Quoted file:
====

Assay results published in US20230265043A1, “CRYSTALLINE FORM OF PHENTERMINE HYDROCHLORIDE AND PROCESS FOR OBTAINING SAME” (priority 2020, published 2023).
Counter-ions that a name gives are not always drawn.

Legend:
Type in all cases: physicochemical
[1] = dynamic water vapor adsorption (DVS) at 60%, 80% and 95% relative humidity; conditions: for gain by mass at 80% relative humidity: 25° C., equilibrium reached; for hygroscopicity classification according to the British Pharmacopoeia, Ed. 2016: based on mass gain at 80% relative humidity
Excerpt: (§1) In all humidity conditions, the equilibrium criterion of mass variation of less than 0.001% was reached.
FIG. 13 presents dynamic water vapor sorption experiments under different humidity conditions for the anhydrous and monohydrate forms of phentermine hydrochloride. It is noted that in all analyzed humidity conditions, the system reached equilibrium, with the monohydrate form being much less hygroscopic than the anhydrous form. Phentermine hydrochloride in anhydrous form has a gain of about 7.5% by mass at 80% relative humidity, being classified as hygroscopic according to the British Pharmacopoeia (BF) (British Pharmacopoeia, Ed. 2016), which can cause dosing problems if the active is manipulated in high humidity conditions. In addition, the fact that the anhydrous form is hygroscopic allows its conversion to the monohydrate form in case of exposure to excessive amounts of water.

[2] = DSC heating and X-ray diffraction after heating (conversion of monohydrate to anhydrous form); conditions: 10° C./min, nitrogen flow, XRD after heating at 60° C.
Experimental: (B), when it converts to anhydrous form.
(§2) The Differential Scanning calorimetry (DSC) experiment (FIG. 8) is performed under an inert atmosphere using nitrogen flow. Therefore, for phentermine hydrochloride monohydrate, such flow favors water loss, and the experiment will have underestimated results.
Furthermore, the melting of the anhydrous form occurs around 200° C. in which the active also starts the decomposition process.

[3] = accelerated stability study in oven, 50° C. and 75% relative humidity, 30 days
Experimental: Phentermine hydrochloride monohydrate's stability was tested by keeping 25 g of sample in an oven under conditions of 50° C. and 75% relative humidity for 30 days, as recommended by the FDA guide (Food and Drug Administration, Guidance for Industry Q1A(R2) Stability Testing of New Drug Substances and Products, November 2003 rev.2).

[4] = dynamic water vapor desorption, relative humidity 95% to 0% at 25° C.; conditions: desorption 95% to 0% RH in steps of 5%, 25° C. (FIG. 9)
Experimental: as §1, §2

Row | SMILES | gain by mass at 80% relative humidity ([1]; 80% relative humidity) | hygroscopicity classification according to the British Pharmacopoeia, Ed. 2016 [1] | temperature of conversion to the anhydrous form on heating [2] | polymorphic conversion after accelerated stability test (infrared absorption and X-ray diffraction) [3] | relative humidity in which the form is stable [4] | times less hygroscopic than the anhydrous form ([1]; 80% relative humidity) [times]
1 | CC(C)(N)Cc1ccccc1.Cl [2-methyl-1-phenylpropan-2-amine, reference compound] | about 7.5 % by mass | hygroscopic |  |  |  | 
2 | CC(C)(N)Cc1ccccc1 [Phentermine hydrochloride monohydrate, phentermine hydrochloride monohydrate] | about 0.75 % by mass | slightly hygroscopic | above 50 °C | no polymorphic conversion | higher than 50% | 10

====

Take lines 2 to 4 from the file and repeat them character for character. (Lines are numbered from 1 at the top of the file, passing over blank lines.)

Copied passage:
Counter-ions that a name gives are not always drawn.

Legend:
Type in all cases: physicochemical